24. Designated participants who require a visa to enter Austria should submit the necessary application to the nearest diplomatic or consular representative of Austria as soon as possible. Please note that Austria is a Schengen State within the European Union and therefore persons who require a visa will have to apply for a Schengen Visa. The time required by Austrian officials to process visa applications can be two weeks or more; applicants are advised to secure the visa well in advance of the Symposium; at least 21 days before entry into Austria. In States where Austria has no diplomatic mission visas can be obtained from the consular authority of a Schengen Partner State representing Austria in the country in question. [At present the Schengen States are: Austria, Belgium, Denmark, Finland, France, Germany, Greece, Iceland, Italy, Luxemburg, the Netherlands, Norway, Portugal, Spain and Sweden.]

  26. The address of the Secretariat is:

    International Atomic Energy Agency
    Vienna International Centre
    Wagramer Strasse 5
    P.O. Box 100
    A-1400 Vienna, Austria

    Telephone No.: (+43-1) 2600 (0) plus extension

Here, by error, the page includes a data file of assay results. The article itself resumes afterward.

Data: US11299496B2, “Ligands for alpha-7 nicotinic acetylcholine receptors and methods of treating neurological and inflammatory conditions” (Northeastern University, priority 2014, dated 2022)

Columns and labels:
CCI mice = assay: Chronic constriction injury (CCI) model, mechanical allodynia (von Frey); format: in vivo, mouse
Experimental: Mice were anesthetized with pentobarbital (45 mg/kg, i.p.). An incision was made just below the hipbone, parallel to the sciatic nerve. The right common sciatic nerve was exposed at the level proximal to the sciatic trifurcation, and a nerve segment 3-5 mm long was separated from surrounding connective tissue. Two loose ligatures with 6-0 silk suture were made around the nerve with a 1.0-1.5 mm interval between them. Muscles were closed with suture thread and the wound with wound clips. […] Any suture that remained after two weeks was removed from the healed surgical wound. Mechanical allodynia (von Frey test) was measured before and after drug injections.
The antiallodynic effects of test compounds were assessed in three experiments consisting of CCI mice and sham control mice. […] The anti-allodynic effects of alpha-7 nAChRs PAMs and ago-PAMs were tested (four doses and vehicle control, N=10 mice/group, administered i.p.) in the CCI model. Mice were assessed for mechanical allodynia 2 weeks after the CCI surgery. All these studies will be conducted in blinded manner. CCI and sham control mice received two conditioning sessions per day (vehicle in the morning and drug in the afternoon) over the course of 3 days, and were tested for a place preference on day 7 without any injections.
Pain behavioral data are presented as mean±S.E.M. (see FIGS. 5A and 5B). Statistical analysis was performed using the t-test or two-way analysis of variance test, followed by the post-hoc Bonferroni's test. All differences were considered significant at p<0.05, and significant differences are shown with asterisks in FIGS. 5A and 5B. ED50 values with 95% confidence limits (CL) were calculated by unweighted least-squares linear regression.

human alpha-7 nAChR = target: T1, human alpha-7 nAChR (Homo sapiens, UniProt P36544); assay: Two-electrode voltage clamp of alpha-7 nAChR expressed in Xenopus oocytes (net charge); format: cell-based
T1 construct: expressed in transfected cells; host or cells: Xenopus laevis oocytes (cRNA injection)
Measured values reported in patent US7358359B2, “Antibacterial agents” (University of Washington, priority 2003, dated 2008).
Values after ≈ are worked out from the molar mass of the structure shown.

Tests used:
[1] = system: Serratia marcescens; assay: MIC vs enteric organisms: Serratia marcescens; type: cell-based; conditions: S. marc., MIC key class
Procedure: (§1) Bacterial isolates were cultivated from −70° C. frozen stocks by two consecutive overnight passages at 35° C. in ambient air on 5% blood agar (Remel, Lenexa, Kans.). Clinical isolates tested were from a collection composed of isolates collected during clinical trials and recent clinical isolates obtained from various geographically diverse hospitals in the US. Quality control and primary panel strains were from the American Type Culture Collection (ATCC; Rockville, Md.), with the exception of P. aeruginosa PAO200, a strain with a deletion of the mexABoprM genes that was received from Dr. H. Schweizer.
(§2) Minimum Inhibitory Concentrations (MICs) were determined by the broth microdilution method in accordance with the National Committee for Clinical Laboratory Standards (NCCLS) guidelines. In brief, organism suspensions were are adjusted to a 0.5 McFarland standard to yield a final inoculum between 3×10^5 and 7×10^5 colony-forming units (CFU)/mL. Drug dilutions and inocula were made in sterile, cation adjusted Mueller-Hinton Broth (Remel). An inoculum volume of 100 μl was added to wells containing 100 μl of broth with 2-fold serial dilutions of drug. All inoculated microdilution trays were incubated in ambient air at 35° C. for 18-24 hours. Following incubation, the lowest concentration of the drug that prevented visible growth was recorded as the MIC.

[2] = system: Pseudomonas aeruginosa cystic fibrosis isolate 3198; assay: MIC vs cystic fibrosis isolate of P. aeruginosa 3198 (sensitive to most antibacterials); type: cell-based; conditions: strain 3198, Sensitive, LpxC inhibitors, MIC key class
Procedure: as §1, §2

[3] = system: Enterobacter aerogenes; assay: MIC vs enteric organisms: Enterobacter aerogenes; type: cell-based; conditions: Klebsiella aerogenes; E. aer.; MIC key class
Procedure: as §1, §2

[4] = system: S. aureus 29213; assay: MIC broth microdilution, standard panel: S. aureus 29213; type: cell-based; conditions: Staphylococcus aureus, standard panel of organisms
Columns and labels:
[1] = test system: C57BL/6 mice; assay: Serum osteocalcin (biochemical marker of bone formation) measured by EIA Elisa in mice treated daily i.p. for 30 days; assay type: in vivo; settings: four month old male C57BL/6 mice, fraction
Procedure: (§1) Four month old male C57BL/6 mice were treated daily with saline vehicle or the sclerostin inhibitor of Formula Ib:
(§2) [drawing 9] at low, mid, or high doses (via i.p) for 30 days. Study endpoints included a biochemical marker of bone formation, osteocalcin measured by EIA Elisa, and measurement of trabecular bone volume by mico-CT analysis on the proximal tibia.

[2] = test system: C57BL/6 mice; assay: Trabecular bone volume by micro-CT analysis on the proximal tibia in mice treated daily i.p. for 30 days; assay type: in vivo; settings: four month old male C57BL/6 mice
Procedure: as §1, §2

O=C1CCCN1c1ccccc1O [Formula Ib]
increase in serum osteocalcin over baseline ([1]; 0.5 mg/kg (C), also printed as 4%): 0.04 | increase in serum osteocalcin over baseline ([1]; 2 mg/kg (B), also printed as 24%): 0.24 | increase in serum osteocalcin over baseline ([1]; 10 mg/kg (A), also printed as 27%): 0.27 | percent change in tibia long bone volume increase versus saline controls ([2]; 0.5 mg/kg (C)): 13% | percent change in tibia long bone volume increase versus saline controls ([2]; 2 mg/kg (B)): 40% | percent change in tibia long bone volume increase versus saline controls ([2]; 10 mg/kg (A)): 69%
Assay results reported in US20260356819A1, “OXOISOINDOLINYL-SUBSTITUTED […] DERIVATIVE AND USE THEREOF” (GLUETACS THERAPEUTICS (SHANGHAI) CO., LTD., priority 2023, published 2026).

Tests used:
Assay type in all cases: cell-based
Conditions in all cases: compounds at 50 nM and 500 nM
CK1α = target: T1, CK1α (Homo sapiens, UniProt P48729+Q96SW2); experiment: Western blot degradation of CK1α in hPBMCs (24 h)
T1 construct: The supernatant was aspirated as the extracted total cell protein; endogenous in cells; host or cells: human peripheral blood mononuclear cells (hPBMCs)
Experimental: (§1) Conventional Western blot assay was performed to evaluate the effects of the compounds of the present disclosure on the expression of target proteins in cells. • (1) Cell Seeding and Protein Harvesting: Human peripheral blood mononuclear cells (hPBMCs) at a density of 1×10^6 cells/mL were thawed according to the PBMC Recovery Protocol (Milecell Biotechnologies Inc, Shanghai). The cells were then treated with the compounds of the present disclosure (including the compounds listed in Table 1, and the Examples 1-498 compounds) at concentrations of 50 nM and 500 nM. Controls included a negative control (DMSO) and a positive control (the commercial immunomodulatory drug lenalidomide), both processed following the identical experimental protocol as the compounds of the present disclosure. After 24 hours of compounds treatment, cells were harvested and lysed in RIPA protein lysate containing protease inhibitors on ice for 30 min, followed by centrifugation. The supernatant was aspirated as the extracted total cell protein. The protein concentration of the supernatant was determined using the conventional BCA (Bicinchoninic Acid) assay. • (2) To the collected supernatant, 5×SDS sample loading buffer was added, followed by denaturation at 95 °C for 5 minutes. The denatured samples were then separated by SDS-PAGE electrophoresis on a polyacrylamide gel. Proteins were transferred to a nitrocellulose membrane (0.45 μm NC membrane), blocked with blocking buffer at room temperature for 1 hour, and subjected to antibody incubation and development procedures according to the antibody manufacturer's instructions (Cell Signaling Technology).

Telefax No.: (+43-1) 26007
    Electronic mail: [email protected]

    The Scientific Secretary of the Symposium is Ken R. Shortt, Head, Dosimetry and Medical Radiation Physics Section, Division of Human Health (telephone no. +43 1 2600/ext. 21664 or 21662; e-mail address: [email protected]). Symposium organization is provided by Regina Perricos, Conference Service Section, Division of Conference and Document Services (telephone no. +43 1 2600/ext. 21315 or 21311; e-mail address: [email protected]).

  28. The Participation Form (Form A) and the Form for the Submission of a Paper (Form B), together with two copies of each synopsis, and, if applicable, the Grant Application Form (Form C), should be sent to the competent national authority (Ministry of Foreign Affairs or national atomic energy authority) for official transmission to the IAEA.

    Subsequent correspondence on scientific matters should be sent to the Scientific Secretary and correspondence on administrative matters to the IAEA Conference Service Section.

  30. The Symposium web page addresses are: